But in the summer following, I had reports that the big white bird was being targets by local poachers, so I trapped it (with proper permits) and we held it for two years at Bowling Green State University, observing it's curious molt patterns. At the time (early 70s), only one or two other white red-tails had ever been trapped and studied alive.

Interestingly, the pattern of pigmentation (or lack thereof) changed with each molt. In one year, a certain tail feather was completely white. But when molted, is came down with normal red pigmentation in a diagonal slash across the feather.

And as noted by others who have attempted to trap white red-tails, my Ohio bird was exceptionally wary. I've trapped probably a hundred red-tails for banding along northern Ohio roads in 40 years, and never was a bird so difficult to trap as this one. I won't detail how I did it, but in the end (quite humanely, with no harm whatsoever to the hawk or the trap lure animal), I was able to take this bird into captivity -- for her own good.

She was eventually released in a state to the West, with the hope that no one there would take pot shots at her.

From my considered estimations, based upon the two or three white red-tails seen nesting or occupying Ohio sites each summer, it appears that on red-tail in about 3 to 5 thousand ends up white. Ohio has about 10,000 summer-resident red-tails.

White red-tails are seen each year at all the famous hawk migration spotting stations, from Hawk Mountain to Cape May, NJ, and all of those inland.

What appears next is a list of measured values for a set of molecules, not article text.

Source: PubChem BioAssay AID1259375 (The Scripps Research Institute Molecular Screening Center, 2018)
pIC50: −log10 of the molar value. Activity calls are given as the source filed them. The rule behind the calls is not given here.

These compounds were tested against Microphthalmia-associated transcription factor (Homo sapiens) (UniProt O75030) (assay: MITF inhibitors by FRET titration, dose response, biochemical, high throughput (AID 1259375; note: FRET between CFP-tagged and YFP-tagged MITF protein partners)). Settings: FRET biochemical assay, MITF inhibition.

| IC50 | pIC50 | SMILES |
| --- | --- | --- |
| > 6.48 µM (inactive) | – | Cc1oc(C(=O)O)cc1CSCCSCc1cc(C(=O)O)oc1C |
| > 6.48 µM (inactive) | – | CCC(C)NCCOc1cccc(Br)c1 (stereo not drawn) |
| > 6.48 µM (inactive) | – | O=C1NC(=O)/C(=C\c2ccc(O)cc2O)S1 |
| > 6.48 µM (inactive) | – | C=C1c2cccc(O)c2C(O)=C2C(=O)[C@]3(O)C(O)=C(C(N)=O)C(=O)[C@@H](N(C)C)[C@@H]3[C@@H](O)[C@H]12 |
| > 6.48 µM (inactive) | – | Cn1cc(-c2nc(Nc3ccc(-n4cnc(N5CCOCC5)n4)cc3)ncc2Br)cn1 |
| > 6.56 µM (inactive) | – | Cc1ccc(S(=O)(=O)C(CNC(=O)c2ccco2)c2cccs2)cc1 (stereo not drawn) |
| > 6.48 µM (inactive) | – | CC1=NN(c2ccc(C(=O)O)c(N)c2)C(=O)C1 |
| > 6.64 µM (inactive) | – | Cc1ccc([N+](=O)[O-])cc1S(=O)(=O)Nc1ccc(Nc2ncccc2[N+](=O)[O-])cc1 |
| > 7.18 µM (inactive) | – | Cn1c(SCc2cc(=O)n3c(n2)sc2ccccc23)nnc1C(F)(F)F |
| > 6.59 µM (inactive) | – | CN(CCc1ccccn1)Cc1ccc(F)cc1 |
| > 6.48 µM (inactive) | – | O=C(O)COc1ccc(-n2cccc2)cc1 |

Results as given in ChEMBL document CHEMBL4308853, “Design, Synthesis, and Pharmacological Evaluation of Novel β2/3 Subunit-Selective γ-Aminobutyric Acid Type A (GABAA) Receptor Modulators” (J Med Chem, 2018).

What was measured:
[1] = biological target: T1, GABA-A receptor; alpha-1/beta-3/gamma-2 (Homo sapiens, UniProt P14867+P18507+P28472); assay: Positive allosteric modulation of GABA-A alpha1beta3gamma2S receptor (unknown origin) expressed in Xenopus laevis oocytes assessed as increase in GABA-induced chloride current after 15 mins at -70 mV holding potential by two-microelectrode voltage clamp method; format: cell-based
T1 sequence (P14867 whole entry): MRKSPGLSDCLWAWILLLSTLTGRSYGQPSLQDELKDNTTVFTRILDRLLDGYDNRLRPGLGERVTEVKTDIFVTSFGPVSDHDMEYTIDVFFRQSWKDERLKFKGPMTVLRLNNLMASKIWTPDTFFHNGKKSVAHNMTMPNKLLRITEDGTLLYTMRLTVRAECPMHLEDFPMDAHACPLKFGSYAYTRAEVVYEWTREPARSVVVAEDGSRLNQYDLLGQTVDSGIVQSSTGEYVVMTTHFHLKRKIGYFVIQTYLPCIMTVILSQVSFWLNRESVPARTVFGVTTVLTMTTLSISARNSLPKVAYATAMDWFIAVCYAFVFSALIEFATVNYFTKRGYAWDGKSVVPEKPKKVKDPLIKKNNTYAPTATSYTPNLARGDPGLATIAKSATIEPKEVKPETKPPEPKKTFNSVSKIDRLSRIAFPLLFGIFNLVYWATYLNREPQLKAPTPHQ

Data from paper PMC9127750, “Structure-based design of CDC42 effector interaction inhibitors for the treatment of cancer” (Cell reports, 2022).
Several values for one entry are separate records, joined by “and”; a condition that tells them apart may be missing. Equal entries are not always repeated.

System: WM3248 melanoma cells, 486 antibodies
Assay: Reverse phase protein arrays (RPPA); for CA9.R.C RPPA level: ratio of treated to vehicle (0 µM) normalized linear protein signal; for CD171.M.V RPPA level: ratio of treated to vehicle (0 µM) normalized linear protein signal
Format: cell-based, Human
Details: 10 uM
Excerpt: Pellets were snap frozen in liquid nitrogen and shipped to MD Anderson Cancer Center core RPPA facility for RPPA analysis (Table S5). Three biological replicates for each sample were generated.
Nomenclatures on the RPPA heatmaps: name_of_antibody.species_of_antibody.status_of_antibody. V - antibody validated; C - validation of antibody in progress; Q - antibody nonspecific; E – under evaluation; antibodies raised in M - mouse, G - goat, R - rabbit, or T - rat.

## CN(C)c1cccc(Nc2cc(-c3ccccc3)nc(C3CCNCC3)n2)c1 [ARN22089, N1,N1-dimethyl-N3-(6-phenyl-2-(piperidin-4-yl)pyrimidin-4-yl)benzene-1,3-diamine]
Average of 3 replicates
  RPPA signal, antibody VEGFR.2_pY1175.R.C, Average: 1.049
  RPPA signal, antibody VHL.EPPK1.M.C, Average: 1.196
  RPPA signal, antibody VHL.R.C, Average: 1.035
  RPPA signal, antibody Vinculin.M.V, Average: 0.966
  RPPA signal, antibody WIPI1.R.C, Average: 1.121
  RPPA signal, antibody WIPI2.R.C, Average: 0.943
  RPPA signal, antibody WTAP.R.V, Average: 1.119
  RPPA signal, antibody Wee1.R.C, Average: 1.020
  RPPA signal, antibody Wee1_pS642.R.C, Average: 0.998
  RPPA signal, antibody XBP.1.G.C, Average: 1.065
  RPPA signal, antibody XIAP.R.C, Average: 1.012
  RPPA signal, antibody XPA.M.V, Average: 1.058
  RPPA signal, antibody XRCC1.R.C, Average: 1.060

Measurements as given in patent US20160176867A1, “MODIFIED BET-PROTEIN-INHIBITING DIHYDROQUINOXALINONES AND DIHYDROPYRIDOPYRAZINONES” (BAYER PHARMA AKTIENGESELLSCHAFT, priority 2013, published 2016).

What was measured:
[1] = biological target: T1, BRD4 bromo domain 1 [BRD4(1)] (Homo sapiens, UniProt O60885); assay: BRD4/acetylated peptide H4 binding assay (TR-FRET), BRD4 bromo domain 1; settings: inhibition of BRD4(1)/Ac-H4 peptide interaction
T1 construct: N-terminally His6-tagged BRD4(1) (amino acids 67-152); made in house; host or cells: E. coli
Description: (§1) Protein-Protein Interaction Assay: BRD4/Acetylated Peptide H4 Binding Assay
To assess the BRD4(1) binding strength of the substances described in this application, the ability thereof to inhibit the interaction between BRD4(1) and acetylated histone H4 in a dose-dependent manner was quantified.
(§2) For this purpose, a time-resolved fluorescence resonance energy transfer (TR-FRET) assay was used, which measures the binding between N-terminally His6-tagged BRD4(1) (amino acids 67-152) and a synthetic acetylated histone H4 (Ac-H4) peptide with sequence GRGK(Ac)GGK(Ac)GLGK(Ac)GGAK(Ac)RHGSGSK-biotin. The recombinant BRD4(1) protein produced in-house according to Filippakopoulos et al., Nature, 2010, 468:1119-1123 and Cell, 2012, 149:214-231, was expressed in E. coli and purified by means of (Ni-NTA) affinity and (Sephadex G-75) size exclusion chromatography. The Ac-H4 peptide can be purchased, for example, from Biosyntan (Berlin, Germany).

I believe that there is a good chance that leucisticism in red-tails is related to age, in the manner of gray-headedness in humans. It appears that the white morphology appears in later years.

The headless rabbit. You are quite right. This is not a feeding pattern of most red-tails. It is a quite common feeding pattern of great-horned owls. They are famous for plucking off heads or wings or other big body appendages.

--John Blakeman

(Ta Da! D. B.)

And what else happened today? Not much in the yard. White-belly here was brave enough to come by for a snack, but between the Cooper's Hawk and possibly the predator of the bunny, the wildlife has been laying low.

As I hadn't checked out Thresherman's Park in a while, I take off to try for a quick look around before sunset.

I counted 6 flocks of Geese, and five Cranes going north.

It is getting to be that time of year. The maples have begun to show their spectacular underlying pigments.

As it gr0ws dark, I see a very bright "star" and so turn the scope on it. Upon inspection it turns out to be the planet Jupiter.
It's oblong because it is moving and we on the earth are moving too. It's obviously dark so I had to use a long "exposure". Therefore it moved enough during the shot to create an oblong image.
If you look closely you will also see the trails of four moons. They are named after the mythical lovers of the god Jupiter-- Io, Europa, Ganymede, and Callisto.
We've discovered 63 moons around Jupiter so far. The ladies up there are the four largest and are called the Galilean Moons as it was Galileo who first discovered them.

The moon is starting to get that Halloween creepy look.
October's full moon is called The Hunter's Moon.
September's full moon is the Harvest Moon. By October the harvest is over and the game has fewer places to hide so traditionally people used the light of the big October moon to hunt. Also to reeve cattle if you happened to be on the border between Scotland and England.

Photo courtesy of the Michigan DNR.
This wolf is protected . Too bad about the ones in Alaska
This in from R. of Illinois
September 24, 2008
Updated: September 26, 2008
A wildlife group's ad attacks Palin for supporting the shooting of wolves from airplanes. She does, but there's more to it than that.
(Personally I'm always very interested in what Factcheck has to say, but I did not watch the video and neither did R. of Illinois. The images are described. It's up to you. )
Donegal Browne

1 comment:

Anonymous said...

Such lovely photos today....soothing the heart. And so glad JB is back.